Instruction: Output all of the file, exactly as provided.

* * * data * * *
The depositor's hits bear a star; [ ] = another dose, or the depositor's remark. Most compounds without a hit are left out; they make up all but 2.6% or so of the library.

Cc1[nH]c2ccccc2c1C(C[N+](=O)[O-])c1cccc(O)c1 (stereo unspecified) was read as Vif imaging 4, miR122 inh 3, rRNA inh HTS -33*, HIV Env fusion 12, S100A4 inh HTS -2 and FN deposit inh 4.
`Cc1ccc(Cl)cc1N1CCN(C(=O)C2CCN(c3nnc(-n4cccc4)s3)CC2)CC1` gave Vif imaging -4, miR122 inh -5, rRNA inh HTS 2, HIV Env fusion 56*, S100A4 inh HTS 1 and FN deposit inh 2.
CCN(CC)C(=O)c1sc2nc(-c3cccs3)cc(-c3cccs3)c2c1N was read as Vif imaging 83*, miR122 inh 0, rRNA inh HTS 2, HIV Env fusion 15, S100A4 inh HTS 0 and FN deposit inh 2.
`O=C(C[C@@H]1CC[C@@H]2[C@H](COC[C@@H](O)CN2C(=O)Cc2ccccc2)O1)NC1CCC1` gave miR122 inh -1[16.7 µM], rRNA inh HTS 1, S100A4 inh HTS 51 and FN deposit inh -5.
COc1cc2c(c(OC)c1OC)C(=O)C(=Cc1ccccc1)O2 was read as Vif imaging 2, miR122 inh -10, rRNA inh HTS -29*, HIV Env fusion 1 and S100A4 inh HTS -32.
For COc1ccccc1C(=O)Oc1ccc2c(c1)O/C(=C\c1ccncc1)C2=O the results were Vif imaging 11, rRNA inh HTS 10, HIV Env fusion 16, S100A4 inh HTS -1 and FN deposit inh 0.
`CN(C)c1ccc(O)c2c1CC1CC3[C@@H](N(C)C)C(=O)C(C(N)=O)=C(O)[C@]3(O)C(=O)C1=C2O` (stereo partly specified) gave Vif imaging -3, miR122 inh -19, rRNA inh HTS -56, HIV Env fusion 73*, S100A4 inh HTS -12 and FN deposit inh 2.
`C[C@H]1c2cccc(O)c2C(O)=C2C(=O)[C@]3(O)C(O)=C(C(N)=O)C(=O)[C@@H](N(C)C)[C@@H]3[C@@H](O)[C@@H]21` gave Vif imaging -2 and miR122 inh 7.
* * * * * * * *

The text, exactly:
The depositor's hits bear a star; [ ] = another dose, or the depositor's remark. Most compounds without a hit are left out; they make up all but 2.6% or so of the library.

Cc1[nH]c2ccccc2c1C(C[N+](=O)[O-])c1cccc(O)c1 (stereo unspecified) was read as Vif imaging 4, miR122 inh 3, rRNA inh HTS -33*, HIV Env fusion 12, S100A4 inh HTS -2 and FN deposit inh 4.
`Cc1ccc(Cl)cc1N1CCN(C(=O)C2CCN(c3nnc(-n4cccc4)s3)CC2)CC1` gave Vif imaging -4, miR122 inh -5, rRNA inh HTS 2, HIV Env fusion 56*, S100A4 inh HTS 1 and FN deposit inh 2.
CCN(CC)C(=O)c1sc2nc(-c3cccs3)cc(-c3cccs3)c2c1N was read as Vif imaging 83*, miR122 inh 0, rRNA inh HTS 2, HIV Env fusion 15, S100A4 inh HTS 0 and FN deposit inh 2.
`O=C(C[C@@H]1CC[C@@H]2[C@H](COC[C@@H](O)CN2C(=O)Cc2ccccc2)O1)NC1CCC1` gave miR122 inh -1[16.7 µM], rRNA inh HTS 1, S100A4 inh HTS 51 and FN deposit inh -5.
COc1cc2c(c(OC)c1OC)C(=O)C(=Cc1ccccc1)O2 was read as Vif imaging 2, miR122 inh -10, rRNA inh HTS -29*, HIV Env fusion 1 and S100A4 inh HTS -32.
For COc1ccccc1C(=O)Oc1ccc2c(c1)O/C(=C\c1ccncc1)C2=O the results were Vif imaging 11, rRNA inh HTS 10, HIV Env fusion 16, S100A4 inh HTS -1 and FN deposit inh 0.
`CN(C)c1ccc(O)c2c1CC1CC3[C@@H](N(C)C)C(=O)C(C(N)=O)=C(O)[C@]3(O)C(=O)C1=C2O` (stereo partly specified) gave Vif imaging -3, miR122 inh -19, rRNA inh HTS -56, HIV Env fusion 73*, S100A4 inh HTS -12 and FN deposit inh 2.
`C[C@H]1c2cccc(O)c2C(O)=C2C(=O)[C@]3(O)C(O)=C(C(N)=O)C(=O)[C@@H](N(C)C)[C@@H]3[C@@H](O)[C@@H]21` gave Vif imaging -2 and miR122 inh 7.